Refusal to Testify In Court Arising from Fear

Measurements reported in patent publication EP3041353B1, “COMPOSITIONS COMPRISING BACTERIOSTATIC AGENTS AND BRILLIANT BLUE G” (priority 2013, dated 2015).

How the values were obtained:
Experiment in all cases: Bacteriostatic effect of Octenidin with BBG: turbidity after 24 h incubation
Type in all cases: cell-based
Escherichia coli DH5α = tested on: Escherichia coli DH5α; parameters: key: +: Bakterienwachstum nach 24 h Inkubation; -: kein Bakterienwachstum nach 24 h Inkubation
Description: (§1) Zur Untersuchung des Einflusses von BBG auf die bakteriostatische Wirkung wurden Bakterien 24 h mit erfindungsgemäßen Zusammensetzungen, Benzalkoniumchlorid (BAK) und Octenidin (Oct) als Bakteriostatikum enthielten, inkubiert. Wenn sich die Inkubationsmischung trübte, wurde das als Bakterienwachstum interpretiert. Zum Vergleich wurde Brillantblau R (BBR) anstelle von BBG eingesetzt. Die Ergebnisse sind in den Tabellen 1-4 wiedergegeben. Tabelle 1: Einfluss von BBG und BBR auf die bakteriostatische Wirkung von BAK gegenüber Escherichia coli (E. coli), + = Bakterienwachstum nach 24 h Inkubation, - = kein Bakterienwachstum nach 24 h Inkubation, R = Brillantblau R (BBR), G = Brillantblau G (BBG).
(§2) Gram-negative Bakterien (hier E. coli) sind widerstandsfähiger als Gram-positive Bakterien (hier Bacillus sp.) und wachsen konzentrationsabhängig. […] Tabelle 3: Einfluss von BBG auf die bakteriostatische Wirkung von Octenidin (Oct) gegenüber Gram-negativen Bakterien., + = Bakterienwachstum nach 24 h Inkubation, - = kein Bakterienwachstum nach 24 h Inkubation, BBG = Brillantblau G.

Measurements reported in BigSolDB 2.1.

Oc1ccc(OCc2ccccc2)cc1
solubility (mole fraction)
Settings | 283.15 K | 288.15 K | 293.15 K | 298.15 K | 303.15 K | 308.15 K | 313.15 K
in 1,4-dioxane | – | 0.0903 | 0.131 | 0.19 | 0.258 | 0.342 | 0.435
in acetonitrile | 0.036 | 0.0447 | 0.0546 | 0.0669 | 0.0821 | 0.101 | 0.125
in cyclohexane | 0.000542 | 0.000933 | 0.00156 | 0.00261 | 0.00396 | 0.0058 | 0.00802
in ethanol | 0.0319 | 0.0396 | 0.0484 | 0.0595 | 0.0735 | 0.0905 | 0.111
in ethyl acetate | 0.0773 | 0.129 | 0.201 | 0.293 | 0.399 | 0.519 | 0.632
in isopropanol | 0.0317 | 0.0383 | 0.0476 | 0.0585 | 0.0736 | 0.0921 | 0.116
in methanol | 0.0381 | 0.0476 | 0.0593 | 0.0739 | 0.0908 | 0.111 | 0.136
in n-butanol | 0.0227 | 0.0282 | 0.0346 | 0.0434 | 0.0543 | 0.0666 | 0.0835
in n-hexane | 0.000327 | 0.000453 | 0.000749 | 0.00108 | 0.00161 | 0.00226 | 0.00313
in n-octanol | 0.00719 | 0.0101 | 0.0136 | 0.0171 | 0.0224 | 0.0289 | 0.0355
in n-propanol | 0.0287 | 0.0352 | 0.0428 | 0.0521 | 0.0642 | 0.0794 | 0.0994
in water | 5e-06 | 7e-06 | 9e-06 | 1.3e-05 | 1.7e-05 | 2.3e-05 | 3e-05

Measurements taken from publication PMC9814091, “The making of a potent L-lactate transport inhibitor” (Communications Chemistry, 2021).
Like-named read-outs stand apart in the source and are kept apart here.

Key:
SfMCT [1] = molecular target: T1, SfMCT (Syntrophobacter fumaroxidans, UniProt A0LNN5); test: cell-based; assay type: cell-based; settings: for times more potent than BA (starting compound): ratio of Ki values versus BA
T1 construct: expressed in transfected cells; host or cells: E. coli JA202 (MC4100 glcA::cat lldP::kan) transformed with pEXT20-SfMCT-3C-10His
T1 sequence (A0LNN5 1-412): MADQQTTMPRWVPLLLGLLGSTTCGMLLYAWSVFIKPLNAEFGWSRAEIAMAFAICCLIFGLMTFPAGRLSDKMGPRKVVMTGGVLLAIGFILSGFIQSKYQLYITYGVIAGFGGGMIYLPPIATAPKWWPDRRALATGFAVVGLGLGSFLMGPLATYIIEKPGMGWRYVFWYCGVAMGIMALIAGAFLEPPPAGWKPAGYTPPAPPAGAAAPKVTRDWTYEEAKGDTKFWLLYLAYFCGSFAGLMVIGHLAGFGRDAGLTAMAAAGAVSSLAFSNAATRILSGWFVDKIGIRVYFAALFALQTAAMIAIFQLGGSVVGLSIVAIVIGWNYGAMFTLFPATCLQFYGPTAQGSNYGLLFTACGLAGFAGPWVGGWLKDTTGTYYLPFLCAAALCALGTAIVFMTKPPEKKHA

In People v. Rojas (1975) 15 Cal.3d 540, the court construed the term "mental infirmity" broadly to encompass a refusal to testify arising from fear. In Rojas, a prosecution witness, who had been granted immunity, persistently refused to testify on the ground that "he feared for his life and that of his family." (Id. at p. 547.) The trial court found that he was unavailable as a witness and allowed introduction of his testimony at a preliminary hearing and earlier trial. Finding no error, our high court held that the term "infirmity" in subdivision (a)(3), "when considered in the light of the wide discretion given to determine the existence of the necessity in a particular case, permits the trial court to consider whether a mental state induced by fear of personal or family harm is a 'mental infirmity' that renders the person harboring the fear unavailable as a witness." ( Id. at p. 551.) Three subsequent decisions have gone beyond Rojas by holding that a witness is unavailable where the trial court has taken "reasonable steps to induce the witness to testify, but found them unavailing." ( People v. Walker (1983) 145 Cal.App.3d 886, 894; People v. Francis (1988) 200 Cal.App.3d 579, 587-588; People v. Sul (1981) 122 Cal.App.3d 355, 367.) In People v. Rojas (1975) 15 Cal.3d 540, 548-549, the court observed, "The use of depositions and former testimony does not infringe upon the constitutional right of confrontation as long as there has been due cross-examination.